Gardening with indigenous plants

Benefits of using indigenous plants

Gardening is all about creating and enjoying a beautiful environment. With a little thought and planning, you can create a beautiful garden which is suited to local soils and climatic conditions and which has a low impact on our natural environment.

Use indigenous (native) plants to make your garden drought tolerant and fit in with Moreland’s natural environment.

A garden with indigenous plants uses less water, attracts native birds and wildlife, celebrates the character of the local environment, conserves other native plants in the area, and connects with the cultural history of the land and its traditional owners, the Wurundjeri people.

Popular indigenous plants

Indigenous trees

See a selection of indigenous trees which we recommend for planting in Moreland.

Prickly Paperbark

Melaleuca styphelioides

Small to medium oval shaped 4-10m. Layer, papery grey and cream bark with dark green, spiney leaves and light yellow and white bottlebrush flowers

Broad Leaved Paperbark

Melaleuca quinquenervia

Small to medium broad-crowned 8-12m. Layer, papery grey and cream bark with dull grey-green leaves and light yellow and white bottlebrush flowers

Snow in Summer

Melaleuca linariifolia

Small to medium round tree 6-10m. Soft, papery bark that peels in thick sheets. The leaves are grey-green, and the canopy is densely covered with honey-scented white-cream flowers

Search the Moreland Tree Finder tool to choose indigenous trees which are suitable for your space (select 'Indigenous in Moreland' under Advanced).

Large shrubs

  • Kangaroo apple: A very fast growing shrub with dense, dark green, glossy leaves.
  • Woolly tea-tree: A large sprawling shrub with many silvery blue leaves. White flowers in winter and wooly coated fruit in spring.

Small and medium shrubs

  • Turkey bush: Very robust small rounded shrub with many glossy green leaves.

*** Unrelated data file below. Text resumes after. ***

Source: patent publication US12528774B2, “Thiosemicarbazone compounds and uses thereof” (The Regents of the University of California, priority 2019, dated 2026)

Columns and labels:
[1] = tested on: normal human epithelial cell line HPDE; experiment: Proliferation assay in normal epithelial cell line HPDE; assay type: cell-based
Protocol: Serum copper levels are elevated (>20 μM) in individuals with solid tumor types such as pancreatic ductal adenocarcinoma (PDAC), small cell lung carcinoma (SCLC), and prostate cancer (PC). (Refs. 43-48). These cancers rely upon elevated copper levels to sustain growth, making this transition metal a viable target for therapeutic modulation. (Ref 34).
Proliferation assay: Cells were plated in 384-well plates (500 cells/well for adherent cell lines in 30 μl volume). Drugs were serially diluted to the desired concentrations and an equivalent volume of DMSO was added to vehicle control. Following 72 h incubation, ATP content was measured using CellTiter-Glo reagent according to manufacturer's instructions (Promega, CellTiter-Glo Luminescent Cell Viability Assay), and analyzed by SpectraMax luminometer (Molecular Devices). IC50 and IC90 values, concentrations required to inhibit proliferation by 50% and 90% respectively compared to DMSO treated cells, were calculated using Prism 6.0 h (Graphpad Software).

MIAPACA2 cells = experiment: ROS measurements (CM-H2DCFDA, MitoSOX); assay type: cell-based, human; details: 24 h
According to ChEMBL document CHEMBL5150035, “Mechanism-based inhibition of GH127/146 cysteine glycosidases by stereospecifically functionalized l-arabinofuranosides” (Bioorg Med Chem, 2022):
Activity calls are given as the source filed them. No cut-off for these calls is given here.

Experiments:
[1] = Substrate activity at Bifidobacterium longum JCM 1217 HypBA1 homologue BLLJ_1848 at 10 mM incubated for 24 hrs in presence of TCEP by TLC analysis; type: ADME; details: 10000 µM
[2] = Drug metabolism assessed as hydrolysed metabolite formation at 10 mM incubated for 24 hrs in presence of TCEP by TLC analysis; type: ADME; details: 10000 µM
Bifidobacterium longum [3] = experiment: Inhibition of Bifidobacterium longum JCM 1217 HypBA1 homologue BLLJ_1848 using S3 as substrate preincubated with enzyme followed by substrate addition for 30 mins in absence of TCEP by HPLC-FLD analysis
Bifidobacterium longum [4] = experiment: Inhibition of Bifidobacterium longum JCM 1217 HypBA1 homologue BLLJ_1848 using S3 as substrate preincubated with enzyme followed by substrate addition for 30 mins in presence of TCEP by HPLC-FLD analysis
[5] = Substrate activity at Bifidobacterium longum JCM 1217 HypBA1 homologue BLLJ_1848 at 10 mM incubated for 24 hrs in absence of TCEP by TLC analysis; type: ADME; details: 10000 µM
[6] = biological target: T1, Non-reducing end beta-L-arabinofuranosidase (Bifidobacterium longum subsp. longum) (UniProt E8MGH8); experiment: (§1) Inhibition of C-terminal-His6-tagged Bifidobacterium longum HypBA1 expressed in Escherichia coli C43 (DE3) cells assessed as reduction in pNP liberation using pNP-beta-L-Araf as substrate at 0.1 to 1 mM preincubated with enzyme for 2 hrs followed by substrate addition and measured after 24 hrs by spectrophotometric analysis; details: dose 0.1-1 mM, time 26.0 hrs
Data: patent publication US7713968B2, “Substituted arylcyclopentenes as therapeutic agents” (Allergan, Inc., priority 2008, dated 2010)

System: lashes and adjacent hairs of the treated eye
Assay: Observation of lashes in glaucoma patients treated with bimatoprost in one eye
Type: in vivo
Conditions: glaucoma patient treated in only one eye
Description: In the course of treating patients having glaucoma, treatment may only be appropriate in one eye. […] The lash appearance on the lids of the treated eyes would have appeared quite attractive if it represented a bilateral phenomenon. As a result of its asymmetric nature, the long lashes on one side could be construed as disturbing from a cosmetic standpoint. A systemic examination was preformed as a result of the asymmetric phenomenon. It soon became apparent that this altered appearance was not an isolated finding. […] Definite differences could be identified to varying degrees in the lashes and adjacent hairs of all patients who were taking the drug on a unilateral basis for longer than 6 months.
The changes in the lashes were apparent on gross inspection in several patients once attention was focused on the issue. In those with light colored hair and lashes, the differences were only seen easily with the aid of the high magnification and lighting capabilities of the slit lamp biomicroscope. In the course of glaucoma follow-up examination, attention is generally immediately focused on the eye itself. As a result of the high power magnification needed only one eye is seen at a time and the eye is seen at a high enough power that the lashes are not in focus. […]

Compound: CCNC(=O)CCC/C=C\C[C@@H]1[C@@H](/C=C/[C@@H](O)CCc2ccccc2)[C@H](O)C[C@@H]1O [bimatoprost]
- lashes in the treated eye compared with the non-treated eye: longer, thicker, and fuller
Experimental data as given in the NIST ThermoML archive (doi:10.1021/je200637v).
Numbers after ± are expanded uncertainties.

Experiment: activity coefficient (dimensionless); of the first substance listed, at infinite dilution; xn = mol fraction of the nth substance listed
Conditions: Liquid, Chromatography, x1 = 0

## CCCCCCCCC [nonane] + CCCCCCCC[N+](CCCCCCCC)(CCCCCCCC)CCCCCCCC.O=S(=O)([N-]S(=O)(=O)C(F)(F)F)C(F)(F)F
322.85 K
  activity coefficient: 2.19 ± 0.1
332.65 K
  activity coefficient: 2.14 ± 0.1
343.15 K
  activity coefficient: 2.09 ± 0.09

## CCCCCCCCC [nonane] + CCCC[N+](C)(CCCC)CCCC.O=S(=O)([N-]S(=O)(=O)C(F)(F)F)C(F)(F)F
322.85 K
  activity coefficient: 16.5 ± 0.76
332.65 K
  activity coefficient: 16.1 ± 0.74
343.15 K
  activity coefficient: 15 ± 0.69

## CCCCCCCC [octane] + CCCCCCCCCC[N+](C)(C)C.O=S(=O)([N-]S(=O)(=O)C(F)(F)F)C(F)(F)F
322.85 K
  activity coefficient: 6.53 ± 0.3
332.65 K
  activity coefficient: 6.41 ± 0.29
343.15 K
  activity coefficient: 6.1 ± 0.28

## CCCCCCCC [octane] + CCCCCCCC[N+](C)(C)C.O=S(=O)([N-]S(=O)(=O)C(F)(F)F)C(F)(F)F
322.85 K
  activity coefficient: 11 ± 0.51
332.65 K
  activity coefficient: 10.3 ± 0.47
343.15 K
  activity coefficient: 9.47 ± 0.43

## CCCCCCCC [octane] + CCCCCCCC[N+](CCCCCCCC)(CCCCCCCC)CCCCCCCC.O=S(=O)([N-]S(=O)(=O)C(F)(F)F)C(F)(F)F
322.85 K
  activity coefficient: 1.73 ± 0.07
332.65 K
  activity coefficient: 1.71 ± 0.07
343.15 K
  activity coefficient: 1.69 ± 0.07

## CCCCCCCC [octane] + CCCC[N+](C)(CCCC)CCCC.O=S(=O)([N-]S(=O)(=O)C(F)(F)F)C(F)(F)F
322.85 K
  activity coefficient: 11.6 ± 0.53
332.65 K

• River bottlebrush: Light green, narrow leaves with cream bottlebrush flowers in summer.
  • Sweet Bursaria: A straight-standing shrub with small green leaves. Tiny, sweetly-scented white flowers in summer.

Small plants

  • Common everlasting: Sprawling herb with small groups of golden daisies in summer.
  • Basalt daisy: Slender herb with upright stems and small white daisies in spring and summer.

Indigenous grasses

  • Pale flax lily: Sword-shaped leaves with pale blue flowers in spring.
  • Kangaroo grass: Leaves change colour with the seasons, and tall flowers in spring.
  • Tufted bluebell: Bright green herb with small narrow leaves.

Guides to gardening with indigenous plants

Gardening with Indigenous Plants booklet

The Gardening with Indigenous Plants booklet (PDF 973Kb) has full landscape designs for a courtyard garden, a formal garden, a cottage garden and a bush garden. It also has detailed information of 44 indigenous plants, grasses, shrubs and trees to grow in Moreland.

Sustainable Gardening in Moreland booklet

Sustainable Gardening in Moreland booklet (PDF 3Mb) has been designed to help the home gardener make decisions in the garden on design, improving soil, product choice and plant selection to develop their own sustainable garden haven. It provides helpful hints on the use of indigenous plants and gardening sustainably.

Sustainable Gardening Australia

The Sustainable Gardening booklet has been developed with the assistance of Sustainable Gardening Australia, a not-for-profit organisation committed to achieving real, continually improving and easily understood environmental solutions for gardeners.

Visit Sustainable Gardening Australia for fact sheets and information on sustainable and produce gardening as well as a forum for gardeners to chat about their patch.

There are documents on this page in PDF-only format. If you have trouble opening or viewing a PDF document, contact Council and we will arrange to provide the information in a format that suits your needs. See Council's accessibility page for further details.